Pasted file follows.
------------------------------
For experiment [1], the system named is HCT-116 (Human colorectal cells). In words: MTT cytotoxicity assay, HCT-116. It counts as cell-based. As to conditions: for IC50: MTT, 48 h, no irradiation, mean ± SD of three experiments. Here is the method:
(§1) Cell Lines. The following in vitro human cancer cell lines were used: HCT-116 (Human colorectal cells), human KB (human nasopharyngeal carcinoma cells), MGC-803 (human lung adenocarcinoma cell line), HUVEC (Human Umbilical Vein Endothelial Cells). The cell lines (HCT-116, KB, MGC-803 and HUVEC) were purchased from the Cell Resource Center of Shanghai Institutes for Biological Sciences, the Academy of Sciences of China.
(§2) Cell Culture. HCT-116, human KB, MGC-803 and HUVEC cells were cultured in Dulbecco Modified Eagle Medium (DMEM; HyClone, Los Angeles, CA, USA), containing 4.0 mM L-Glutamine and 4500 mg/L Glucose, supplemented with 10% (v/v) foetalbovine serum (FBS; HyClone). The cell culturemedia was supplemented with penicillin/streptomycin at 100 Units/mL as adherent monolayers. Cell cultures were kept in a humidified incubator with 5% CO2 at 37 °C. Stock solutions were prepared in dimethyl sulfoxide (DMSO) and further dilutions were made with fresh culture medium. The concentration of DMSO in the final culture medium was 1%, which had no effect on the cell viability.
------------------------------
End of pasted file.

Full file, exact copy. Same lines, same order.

For experiment [1], the system named is HCT-116 (Human colorectal cells). In words: MTT cytotoxicity assay, HCT-116. It counts as cell-based. As to conditions: for IC50: MTT, 48 h, no irradiation, mean ± SD of three experiments. Here is the method:
(§1) Cell Lines. The following in vitro human cancer cell lines were used: HCT-116 (Human colorectal cells), human KB (human nasopharyngeal carcinoma cells), MGC-803 (human lung adenocarcinoma cell line), HUVEC (Human Umbilical Vein Endothelial Cells). The cell lines (HCT-116, KB, MGC-803 and HUVEC) were purchased from the Cell Resource Center of Shanghai Institutes for Biological Sciences, the Academy of Sciences of China.
(§2) Cell Culture. HCT-116, human KB, MGC-803 and HUVEC cells were cultured in Dulbecco Modified Eagle Medium (DMEM; HyClone, Los Angeles, CA, USA), containing 4.0 mM L-Glutamine and 4500 mg/L Glucose, supplemented with 10% (v/v) foetalbovine serum (FBS; HyClone). The cell culturemedia was supplemented with penicillin/streptomycin at 100 Units/mL as adherent monolayers. Cell cultures were kept in a humidified incubator with 5% CO2 at 37 °C. Stock solutions were prepared in dimethyl sulfoxide (DMSO) and further dilutions were made with fresh culture medium. The concentration of DMSO in the final culture medium was 1%, which had no effect on the cell viability.